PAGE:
Monday, November 06, 2006

Reel Inspiration Screening, Oro Valley ArtFest

October 27-28, 2007

ArtFest is a celebration of visual, performing, and culinary arts, with musical entertainment, food demonstrations, over 75 exhibitors of fine arts, and children's entertainment, at CDO Riverfront Park. Create your own "moving picture" at our Zoetrope Activity.

Selection of finalists from Reel Inspiration's Film Contests

"From Chameleons to Chocolate" by Todd Lampe
People and their passions.

"The Bear" by Tracy Ann Sagalow
A teddy bear comes to life to save the girl he loves.

"The Mysterious Mystery of Something Important"
by Jacqueline Véissid
A whimsical magician and a young girl journey to find where all the color has gone.

"Solace" by Bill Kersey
A father's musical tribute to his son.

“Somebody Loves Me” by Derek Griffith
A man takes a moment to get to know a homeless woman and it changes their lives forever.

"Morning Submission" by Justin Mashouf
The morning routine of every Muslim before the sun rises.

"Garpenfargle" by Bill Kersey & Edward Kim
A dog dedicated to making the world safer, one trash can at a time.

"Just Coffee" by Roberto Gudino
An organization works to alleviate immigration through coffee sales.

 "Linear Progression" by Kat Kosmala
 Two orange and green creatures cross paths.

 "Just One Wish" by Warren Lazar
 A teenage daughter of a single mom changes their lives forever with Just One Wish.

"Not to be Toyed With" by Hal Melfi and Steve Bayless
An obsessive STAR WARS toy collector discovers the power of the dark side when his nephew invades his perfectly packaged world.

"87 Topaz" by Bill Kersey
A grandfather's musings on life and cars.

"Have Coffin, Will Travel" by Sarah Sher
Dale Clark hitchhikes with a coffin to bring attention to the over 8000 children that have lost their lives since 9-11.

"New York City Spirit" by Muriel Stockdale
Diverse New Yorkers connect to their spirit and each other.

Children's Showcase

"The Pen" by Lineweaver Elementary Cub Club
This silent film follows the story of an object rather than a person.
"The Amazing Defiant Monkeys" by Joshua Segal
Two defiant monkeys learn the importance of family.
"Gender Clash" by Lineweaver Elementary Cub Club
The boys and girls change genders.
"The Power of Music" by Jeremy Nelson
Abstract visuals compliment original composition
"The Tamale Bully" by Jeremy Segal
Standing up to a Bully.

Teen Screening

"Culture" by Avijit Halder
Compares the lives of two young adults from different cultures.
"Essence of Ironwood" by Csenge Molnar
A depiction of nature on the IRHS campus.

Arrange for these films to be screened at your
fest, church or organization, contact:
(Also ask about our Zoetrope activity.)

Sunday, May 14, 2006

"Akeelah and the Bee"

I had my reservations about going to see "Akeelah and the Bee." Did we really need another spelling bee movie right on the tail of the award-winning documentary "Spellbound" and the mystic "Bee Season?" I'm not that into spelling. I couldn't even pronounce Akeelah, much less spell it. But I was totally won over by this heartwarming, family film. By the end, I could not only pronounce Akeelah, but I could spell it. Akeelah. Definition: Eleven year old girl from South Los Angeles who overcomes great personal trials to become a national spelling bee champion and an inspiration to her neighborhood. A-K-E-E-L-A-H.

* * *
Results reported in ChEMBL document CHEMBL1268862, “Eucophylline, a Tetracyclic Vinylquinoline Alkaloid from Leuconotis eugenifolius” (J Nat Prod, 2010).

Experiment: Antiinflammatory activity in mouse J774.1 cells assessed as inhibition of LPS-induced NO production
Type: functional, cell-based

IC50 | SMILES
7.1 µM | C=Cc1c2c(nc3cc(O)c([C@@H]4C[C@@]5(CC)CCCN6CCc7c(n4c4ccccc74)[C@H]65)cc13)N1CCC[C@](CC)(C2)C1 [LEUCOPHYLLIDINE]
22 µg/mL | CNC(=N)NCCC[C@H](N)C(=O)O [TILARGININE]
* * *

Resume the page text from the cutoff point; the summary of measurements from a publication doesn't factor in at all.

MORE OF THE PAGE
Writer/Director Doug Atchison overcomes a somewhat formulaic plot through strong performances from his stellar cast including Angela Bassett (as Akeelah's mother) and Laurence Fishburne (as her coach.) But it was Kete Palmer's authentic performance as Akeelah that drew me into the story. By the end, I was whole-heartedly rooting for her -- not only for her courage and perseverance but for the kindness she shows in competition.

Her coach teaches her to overcome her fears and embrace her strengths and talents. He shares a quote from Marianne Williamson, "Our deepest fear is not that we are inadequate. Our deepest fear is that we are powerful beyond measure....As we let our own light shine, we unconsciously give other people the permission to do the same." Akeelah holds onto this into the competition and becomes an inspiration to her neighborhood and all those who see this film.

While leaving the theatre, a father asked his nine year old daughter, "Think that helped your Scramble any?" The girl answered with an enthusiastic thank-you hug. Encourage all the girls in your life to let their light shine by bringing them to this uplifting film.

You can encourage Hollywood to make more inspiring, family films by attending "Akeelah and the Bee" while it is still in the first run theatres. If you love it as much as I did, pass this review onto your friends. Let's create a market for meaningful films!

Movie blessings!
Jana Segal